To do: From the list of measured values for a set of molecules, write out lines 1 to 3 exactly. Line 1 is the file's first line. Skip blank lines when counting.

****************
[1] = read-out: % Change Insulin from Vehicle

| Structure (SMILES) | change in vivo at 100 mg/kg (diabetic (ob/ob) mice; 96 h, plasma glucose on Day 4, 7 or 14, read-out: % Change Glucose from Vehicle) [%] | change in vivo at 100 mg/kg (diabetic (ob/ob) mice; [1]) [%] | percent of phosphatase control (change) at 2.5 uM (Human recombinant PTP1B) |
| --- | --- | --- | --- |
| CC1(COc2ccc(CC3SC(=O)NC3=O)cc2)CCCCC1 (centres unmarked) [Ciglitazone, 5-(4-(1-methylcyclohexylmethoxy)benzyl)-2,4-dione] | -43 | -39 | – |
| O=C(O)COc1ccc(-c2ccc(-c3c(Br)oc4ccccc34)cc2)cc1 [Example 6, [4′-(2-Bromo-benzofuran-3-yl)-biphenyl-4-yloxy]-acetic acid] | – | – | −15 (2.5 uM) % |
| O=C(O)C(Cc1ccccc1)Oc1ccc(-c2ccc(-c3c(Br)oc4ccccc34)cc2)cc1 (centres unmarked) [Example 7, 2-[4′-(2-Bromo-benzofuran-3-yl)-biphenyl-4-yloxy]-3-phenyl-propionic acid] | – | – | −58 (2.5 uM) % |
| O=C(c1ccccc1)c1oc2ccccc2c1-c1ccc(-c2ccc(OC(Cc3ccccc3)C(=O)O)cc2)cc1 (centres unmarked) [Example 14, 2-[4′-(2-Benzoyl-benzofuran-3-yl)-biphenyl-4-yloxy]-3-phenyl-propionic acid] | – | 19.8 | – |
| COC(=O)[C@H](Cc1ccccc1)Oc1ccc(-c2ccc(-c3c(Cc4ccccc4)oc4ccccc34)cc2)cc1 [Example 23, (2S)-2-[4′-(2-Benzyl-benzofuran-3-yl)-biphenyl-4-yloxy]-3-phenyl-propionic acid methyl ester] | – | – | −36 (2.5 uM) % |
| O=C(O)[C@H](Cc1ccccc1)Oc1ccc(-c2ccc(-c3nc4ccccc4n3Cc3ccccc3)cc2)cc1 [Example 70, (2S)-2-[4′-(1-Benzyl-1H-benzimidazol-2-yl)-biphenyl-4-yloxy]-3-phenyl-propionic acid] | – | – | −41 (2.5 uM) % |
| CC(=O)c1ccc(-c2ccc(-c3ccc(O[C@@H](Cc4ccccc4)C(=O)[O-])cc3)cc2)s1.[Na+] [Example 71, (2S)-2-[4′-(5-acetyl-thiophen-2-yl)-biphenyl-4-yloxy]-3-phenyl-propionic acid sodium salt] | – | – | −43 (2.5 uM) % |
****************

[1] = read-out: % Change Insulin from Vehicle

| Structure (SMILES) | change in vivo at 100 mg/kg (diabetic (ob/ob) mice; 96 h, plasma glucose on Day 4, 7 or 14, read-out: % Change Glucose from Vehicle) [%] | change in vivo at 100 mg/kg (diabetic (ob/ob) mice; [1]) [%] | percent of phosphatase control (change) at 2.5 uM (Human recombinant PTP1B) |
| --- | --- | --- | --- |